- Ensure that your expert is credible, independent, objective, confident articulate and approachable.
Traits of an Effective Expert2Forensic Science, Briefs for the Legal Practitioner, Chapter 17, The Forensic Experts Group, 2017.
The expert must remain truthful and objective. It is not coincidental that before providing their testimonies, expert witnesses are first sworn in and they pledge then to tell “the truth, the whole truth and nothing but the truth”. An impartial and credible expert will include all his findings, whether or not they support, or are “of no value”, or even detrimental to the engaging party.
The expert must be cognisant of his duty to the court and the rules of the court and the judicial system within which he works. He must be aware of relevant contextual information and perceptive of contending issues in the case at hand to ensure that the report is relevant to them. Equipped with this knowledge, he will be better disposed to set out the purpose of his report, and structure it in a way that will more effectively answer the pertinent questions of the case.
“A mere opinion anyone can give, but an opinion based on accurate and intimate knowledge, if logically presented and adequately illustrated, will not only bear the fierce light that beats upon the witness box but will be clarified and strengthened the more it is attacked.”
– Albert S. Osborn
Effective experts recognise that the discovery of scientific facts is inadequate if it fails to assist the Court in recognising their significance. In other words, a highly qualified and competent expert may amount to little if he is unable to clearly convey his findings and opinion in the expert report or articulate his explanations to the Court in a logical and convincing manner. An expert opinion based on accurate knowledge and supported by findings will not only withstand court scrutiny3Albert S. Osborn, Questioned documents (2nd edition, 1929)., but will also gain acceptance and be well-received by the Court.
When Should You Engage an Expert?
When should a legal practitioner engage a forensic expert? After receiving an opposing expert report that is unfavourable to the client? After exhausting all means of a settlement for the client? Read on and you may likely reconsider your options for your next case.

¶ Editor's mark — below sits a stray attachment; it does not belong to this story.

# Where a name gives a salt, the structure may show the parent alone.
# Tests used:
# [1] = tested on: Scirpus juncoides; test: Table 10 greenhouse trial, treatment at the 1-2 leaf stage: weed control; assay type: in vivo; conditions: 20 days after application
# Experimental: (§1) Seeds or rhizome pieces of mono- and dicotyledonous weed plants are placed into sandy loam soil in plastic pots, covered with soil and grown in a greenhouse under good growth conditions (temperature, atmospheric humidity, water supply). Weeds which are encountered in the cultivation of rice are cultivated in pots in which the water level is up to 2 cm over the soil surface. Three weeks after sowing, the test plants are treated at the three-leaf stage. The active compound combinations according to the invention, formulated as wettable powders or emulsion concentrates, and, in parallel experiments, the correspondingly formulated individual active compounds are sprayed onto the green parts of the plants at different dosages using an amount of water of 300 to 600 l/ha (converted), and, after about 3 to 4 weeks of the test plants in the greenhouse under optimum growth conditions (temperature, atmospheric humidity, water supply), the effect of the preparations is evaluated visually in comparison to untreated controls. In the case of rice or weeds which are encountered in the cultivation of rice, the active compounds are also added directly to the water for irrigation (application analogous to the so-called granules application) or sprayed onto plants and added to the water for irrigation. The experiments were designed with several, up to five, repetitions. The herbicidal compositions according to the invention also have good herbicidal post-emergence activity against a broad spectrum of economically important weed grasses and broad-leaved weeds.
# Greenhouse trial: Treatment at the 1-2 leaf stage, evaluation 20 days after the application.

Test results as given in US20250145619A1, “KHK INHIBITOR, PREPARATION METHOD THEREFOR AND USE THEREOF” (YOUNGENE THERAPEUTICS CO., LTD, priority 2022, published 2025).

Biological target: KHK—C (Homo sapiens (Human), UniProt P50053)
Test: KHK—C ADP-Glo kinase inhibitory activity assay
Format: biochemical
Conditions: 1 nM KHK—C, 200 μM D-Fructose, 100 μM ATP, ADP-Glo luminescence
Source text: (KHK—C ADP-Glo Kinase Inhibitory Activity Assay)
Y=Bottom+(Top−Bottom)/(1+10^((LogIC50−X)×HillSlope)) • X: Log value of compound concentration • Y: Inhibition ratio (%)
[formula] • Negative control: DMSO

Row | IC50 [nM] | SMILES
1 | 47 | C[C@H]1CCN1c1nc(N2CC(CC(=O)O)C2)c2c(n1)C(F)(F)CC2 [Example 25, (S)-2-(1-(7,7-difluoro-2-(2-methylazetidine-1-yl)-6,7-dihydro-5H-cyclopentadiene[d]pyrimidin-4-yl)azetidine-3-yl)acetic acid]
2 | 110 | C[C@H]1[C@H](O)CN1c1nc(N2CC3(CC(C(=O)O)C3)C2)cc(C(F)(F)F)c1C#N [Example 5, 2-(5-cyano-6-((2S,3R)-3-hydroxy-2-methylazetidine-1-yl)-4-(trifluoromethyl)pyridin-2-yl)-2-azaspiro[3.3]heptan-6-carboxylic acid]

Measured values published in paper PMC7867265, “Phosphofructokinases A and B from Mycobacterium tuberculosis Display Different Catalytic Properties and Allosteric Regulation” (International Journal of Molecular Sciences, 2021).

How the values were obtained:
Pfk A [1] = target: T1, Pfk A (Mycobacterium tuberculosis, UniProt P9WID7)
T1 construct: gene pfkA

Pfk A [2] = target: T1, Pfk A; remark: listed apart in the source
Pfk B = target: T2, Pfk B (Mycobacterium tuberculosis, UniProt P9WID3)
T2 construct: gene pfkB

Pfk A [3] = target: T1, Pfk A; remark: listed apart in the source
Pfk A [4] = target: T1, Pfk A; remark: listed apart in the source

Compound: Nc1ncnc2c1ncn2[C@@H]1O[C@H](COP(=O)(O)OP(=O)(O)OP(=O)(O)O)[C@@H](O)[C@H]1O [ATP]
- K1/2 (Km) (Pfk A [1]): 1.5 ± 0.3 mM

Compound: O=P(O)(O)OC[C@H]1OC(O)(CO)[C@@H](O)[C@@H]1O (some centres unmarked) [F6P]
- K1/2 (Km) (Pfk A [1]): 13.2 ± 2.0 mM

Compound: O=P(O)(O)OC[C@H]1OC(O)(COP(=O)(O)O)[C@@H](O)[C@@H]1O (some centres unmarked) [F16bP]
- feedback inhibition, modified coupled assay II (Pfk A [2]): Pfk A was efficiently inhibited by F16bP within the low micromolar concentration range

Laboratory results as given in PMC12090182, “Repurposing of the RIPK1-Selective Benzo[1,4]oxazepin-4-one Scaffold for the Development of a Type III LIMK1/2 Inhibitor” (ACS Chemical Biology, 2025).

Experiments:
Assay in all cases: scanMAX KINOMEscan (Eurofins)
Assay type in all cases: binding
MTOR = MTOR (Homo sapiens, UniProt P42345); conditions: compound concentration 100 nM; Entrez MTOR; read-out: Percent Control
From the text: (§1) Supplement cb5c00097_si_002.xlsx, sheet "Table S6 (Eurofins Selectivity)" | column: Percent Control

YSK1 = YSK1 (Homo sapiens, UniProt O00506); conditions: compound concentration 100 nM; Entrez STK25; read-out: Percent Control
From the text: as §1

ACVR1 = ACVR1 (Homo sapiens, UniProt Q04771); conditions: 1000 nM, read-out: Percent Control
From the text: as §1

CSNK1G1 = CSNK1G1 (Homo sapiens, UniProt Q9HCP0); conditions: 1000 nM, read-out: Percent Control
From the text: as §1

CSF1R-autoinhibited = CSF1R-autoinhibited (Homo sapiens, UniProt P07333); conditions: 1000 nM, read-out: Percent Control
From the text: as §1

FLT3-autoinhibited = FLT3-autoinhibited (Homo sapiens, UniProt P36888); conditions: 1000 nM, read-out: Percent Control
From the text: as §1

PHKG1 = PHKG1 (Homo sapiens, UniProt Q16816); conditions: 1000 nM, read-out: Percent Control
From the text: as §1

Time is of the essence! Often, a legal practitioner may begin searching for an expert only when the court trial is imminent, only to realise that the expert may not be able to take on the case at short notice. Or worse, he is unable to find the relevant expert with the required expertise within the short time frame. To avoid such a situation and to achieve the best possible outcome for your case, it is more effective to find and retain an expert in the early stages of a case.
Consulting an expert early allows the legal practitioner to determine, develop or modify his case strategy, and the expert to study the case and conduct the analysis in good time. It also leaves the legal practitioner sufficient time to digest and fully understand the forensic report and prepare adequately for the court trial.
A “very late” request: A request for forensic analysis was made just before the Appeal process. The Appeal Judge indicated that the evidence should have been adduced during the court trial, and not at such a late stage during the Appeal. It was only due to special circumstances surrounding the case that the new evidence was admitted. The forensic report turned out to be favourable to the party engaging the forensic expert.
Why Do You Need an Expert?
As was aptly expressed by former Senior Judge Kan Ting Chiu,4Forensic Science, Briefs for the Legal Practitioner, Foreword, The Forensic Experts Group, 2017. knowledge is power: “[A lawyer’s] competence in law needs to be matched by a working knowledge of science”. Understanding the science behind an expert report, as well as what you do with the report, will impact your case.
Understanding an Expert Report
Forensic reports often contain technical jargon that is familiar only to someone trained in the same field. Understanding an expert report can be challenging due to difficult terminology or concepts. Unless the legal practitioner has previously worked on cases involving the same forensic area, reading and understanding the expert report can be a daunting task. Moreover, when an untrained eye reads an expert report, important details can be missed. It is a tall order to expect the legal practitioner to competently and thoroughly interpret all elements of a forensic report.
Proactive Approach Using Science Instead of Law